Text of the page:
surprising that human decisions and actions are implicated in all organizational accidents. Human beings contribute to the commission of errors in two ways: through the commission of active failures and the creation of latent conditions1 (Reason, 1997).
Active failures occur at the level of the front-line worker (e.g., airplane pilots; control room operators; health care workers, such as nurses, physicians, and pharmacists; and other operators of technology interfacing with people). Such failures are sometimes called the “sharp end” of an error. The types of errors committed by front-line workers involve such phenomena as lapses in memory, misreading or misinterpretation of written data, incorrect performance of a routine activity as a result of a distraction or interruption, or simply human variations in fine motor skills. The consequences of these actions are experienced almost immediately. In the above example, the nurse is the front-line worker at the sharp end of the work process. Her insertion of the catheter using poor processes and tools represents an active failure.
In contrast, latent conditions are factors in the production process or system that are not under the direct control of front-line workers. These factors include poor design of work or equipment, inadequate training, gaps in supervision, insufficient supply of equipment to perform work, undetected manufacturing defects or faulty maintenance, inadequate personnel deployment, and poorly structured operations. They arise from strategic and other top-level decisions made by entities at the “blunt end” of an organization or production system, such as government regulators, manufacturers, system designers, and high-level managers and decision makers.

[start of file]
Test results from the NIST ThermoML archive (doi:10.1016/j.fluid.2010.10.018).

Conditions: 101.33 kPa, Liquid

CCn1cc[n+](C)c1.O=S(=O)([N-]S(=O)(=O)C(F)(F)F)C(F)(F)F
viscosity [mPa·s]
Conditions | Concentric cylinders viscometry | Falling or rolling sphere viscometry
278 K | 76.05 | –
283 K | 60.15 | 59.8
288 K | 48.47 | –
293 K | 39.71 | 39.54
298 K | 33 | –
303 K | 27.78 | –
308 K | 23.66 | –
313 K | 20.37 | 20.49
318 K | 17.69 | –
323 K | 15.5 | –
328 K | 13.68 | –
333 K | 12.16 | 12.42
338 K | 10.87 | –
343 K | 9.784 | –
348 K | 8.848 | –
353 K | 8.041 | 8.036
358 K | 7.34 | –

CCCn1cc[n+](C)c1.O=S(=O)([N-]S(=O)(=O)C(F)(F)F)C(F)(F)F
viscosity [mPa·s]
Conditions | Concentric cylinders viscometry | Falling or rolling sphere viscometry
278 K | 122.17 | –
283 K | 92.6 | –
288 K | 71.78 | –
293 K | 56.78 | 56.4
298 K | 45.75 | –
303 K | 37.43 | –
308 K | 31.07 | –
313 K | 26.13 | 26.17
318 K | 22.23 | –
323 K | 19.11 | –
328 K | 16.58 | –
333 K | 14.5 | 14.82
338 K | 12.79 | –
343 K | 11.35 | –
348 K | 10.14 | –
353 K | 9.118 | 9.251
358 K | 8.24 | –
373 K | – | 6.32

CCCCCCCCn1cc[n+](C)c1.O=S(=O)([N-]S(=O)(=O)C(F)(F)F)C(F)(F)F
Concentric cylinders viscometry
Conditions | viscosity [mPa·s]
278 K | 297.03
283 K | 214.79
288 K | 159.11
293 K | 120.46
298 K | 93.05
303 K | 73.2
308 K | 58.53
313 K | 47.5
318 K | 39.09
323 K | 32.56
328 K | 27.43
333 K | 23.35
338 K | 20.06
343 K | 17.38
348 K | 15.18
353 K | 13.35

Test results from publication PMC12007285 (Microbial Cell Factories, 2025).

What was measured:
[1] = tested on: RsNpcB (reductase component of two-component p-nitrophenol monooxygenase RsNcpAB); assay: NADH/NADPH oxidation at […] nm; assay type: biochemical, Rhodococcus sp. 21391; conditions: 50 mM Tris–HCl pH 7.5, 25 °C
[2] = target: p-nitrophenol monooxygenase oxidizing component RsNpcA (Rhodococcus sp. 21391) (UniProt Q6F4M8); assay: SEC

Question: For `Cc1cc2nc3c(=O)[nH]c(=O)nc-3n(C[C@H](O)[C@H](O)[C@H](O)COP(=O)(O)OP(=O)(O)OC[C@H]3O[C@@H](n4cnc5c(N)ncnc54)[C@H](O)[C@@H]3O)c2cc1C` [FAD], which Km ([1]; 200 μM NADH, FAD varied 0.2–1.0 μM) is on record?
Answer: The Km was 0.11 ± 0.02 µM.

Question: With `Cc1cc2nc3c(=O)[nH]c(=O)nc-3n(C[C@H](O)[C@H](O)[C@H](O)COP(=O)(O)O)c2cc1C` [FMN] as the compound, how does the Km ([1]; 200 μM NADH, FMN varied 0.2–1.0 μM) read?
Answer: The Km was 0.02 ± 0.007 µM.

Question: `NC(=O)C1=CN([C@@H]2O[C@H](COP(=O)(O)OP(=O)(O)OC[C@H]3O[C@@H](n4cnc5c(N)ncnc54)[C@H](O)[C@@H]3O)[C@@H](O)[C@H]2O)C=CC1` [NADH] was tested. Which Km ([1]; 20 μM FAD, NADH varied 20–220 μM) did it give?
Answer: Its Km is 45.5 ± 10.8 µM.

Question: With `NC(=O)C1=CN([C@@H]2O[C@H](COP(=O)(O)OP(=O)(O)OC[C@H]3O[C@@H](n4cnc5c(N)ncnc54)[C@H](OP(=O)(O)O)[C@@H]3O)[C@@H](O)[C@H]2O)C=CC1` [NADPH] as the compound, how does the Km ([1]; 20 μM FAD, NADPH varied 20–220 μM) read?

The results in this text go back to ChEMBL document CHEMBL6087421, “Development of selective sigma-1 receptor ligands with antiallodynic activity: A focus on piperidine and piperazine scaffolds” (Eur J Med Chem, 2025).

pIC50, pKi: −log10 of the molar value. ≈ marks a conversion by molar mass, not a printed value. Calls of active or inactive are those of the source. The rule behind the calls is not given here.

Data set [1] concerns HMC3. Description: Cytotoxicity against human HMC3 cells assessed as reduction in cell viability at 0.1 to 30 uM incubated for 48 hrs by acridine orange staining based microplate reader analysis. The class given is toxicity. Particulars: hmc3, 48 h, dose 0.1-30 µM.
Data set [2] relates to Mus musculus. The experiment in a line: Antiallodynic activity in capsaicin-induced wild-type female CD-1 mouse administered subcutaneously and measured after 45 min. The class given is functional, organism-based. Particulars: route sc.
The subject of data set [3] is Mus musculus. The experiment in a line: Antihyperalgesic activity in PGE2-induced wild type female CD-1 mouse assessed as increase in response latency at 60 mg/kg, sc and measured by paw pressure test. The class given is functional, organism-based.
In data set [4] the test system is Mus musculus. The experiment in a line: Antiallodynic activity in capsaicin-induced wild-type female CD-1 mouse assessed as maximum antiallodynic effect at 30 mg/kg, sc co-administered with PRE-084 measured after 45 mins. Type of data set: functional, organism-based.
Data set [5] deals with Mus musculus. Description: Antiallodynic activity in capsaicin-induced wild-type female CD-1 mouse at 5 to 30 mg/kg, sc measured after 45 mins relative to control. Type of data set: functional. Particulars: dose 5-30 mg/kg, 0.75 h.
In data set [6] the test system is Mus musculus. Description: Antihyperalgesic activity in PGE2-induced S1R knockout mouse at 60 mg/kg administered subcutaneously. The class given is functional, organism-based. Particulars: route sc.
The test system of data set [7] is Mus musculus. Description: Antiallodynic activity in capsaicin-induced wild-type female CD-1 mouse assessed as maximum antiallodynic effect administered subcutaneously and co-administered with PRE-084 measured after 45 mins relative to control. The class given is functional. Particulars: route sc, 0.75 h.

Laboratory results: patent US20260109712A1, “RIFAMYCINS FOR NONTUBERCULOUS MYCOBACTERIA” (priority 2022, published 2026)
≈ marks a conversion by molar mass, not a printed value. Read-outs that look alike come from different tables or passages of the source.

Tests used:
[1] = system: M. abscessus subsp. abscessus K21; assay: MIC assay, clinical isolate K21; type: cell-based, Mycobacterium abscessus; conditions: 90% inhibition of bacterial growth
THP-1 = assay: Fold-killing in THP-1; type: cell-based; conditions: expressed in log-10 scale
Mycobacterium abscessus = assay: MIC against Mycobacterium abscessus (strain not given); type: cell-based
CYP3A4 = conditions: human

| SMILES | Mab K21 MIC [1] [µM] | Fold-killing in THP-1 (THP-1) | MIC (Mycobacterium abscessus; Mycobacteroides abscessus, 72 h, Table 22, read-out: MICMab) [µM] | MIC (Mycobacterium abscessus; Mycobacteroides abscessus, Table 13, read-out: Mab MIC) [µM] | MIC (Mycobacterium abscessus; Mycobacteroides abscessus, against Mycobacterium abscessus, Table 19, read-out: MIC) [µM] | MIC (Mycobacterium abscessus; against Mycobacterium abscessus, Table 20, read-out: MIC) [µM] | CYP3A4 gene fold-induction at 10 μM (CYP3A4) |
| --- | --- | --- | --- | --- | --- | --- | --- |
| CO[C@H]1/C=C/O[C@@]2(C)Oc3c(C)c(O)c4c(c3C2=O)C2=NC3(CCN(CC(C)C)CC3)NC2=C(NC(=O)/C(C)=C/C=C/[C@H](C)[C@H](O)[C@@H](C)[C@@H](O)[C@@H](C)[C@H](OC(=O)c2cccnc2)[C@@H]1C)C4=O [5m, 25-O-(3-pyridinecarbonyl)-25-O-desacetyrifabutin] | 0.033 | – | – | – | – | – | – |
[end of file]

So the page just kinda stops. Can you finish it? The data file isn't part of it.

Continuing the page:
The error described above resulted from multiple latent conditions. First, the new nurse had not had practical experience in either her nursing school or her workplace in the performance of this specific task. A mechanism for identifying the presence or absence of core nursing skill competencies would have detected this lack of experience, so that the nurse could have received instruction to fill this gap in her skill set. Further, the mechanism used to deploy staff created a situation in which all the nurses on duty in the unit at the time of the event were similarly new and inexperienced. Thus the nurse committing the error had no source of clinical expertise to whom she could turn for advice. Necessary supplies also were not available; the nurse was forced to improvise using equipment not specifically designed for the procedure, thereby creating opportunities for faulty technique. It is important to note, moreover, that the nurse did not give evidence of feeling
To Err Is Human employs the terminology “active and latent errors” used in Reason’s 1990 publication, Human Error. Reason’s subsequent (1997) publication, Managing the Risks of Organizational Accidents, refines that terminology and now refers to active “failures” and latent “conditions.” We adopt this more recent terminology here.